Protective covers sit on the wing engine fittings of an undelivered Airbus Group SE A320neo passenger jet, operated by IndiGo in Toulouse, France. (Photographer: Balint Porneczi/Bloomberg)

InterGlobe Aviation Loses Half Of Its Market Cap Second Time In Three Years  

InterGlobe Aviation Ltd. has lost half of its market value second time in three years since listing. Both times the reasons were the same.

On Oct. 9, shares of the country’s largest and most profitable airline tumbled more than 50 percent from its peak to trade at Rs 724 apiece. Earlier, the scrip had slumped 46 percent in the first 45 days of 2016.

InterGlobe Aviation Loses Half Of Its Market Cap Second Time In Three Years  

What Led To The Stock’s Downfall

Lower Yields

IndiGo, in 2016 after listing, announced its September and December quarters together. The decline in the airline’s yield in both quarters surprised investors. Yield, used to measure average earnings, had fallen as the airline cut ticket prices due to lower passenger volumes.

This year, too, a fall in yield contributed to the decline in the company’s profitability and impacted share prices. In the previous two quarters, IndiGo’s yield fell at least 5 percent from last year on lower ticket prices.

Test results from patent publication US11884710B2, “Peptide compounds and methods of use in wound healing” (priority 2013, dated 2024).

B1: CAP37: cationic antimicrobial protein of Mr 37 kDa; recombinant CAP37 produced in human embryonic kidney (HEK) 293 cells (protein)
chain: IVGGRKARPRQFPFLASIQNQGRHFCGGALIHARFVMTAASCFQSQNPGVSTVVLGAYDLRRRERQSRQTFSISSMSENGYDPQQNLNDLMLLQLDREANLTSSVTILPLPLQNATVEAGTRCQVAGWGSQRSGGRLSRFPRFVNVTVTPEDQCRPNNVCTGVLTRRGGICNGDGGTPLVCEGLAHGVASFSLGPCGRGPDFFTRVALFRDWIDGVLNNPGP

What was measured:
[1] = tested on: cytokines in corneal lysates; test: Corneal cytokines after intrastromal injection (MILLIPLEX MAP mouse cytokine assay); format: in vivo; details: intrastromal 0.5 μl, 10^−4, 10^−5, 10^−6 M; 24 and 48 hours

Cost Structure

IndiGo, which has the leanest cost structure, has seen an increase in its expenses, excluding fuel, barring only four occasions. The costs rose mainly due to inflation, depreciating rupee and rising employee and maintenance costs.

The increase in cost, however, was higher than its two listed peers—SpiceJet Ltd. and Jet Airways (India) Ltd.—impacting its share prices.

Also read: IndiGo’s Passenger Load Factor Drops The Most In 18 Months

A320neo Fleet

The Airbus A320neo, which was expected to be a game changer for IndiGo, impacted the company’s financials both in 2016 and 2018.

In 2016, a delay in the delivery of A320neo had been a drag on its financials. IndiGo had invested in staff and other overheads in anticipation of higher capacity, which didn’t materialise. The airline had cited “industrial reasons” of the European plane maker as the reason for the delay.

Now not only engine issues related to A320neo delayed its delivery, but also forced the airline to ground some of its planes. To make up for this shortfall, IndiGo started leasing older aircraft from the secondary market which had higher operating costs.

A weakening rupee, higher crude oil prices and exit of President Aditya Ghosh and Chief Commercial Officer Sanjay Kumar impacted the shares of the parent of budget carrier IndiGo this year. The rupee depreciated nearly 16 percent against the dollar and Brent crude surged 27 percent so far this year, adding to the cost pressures of the company.

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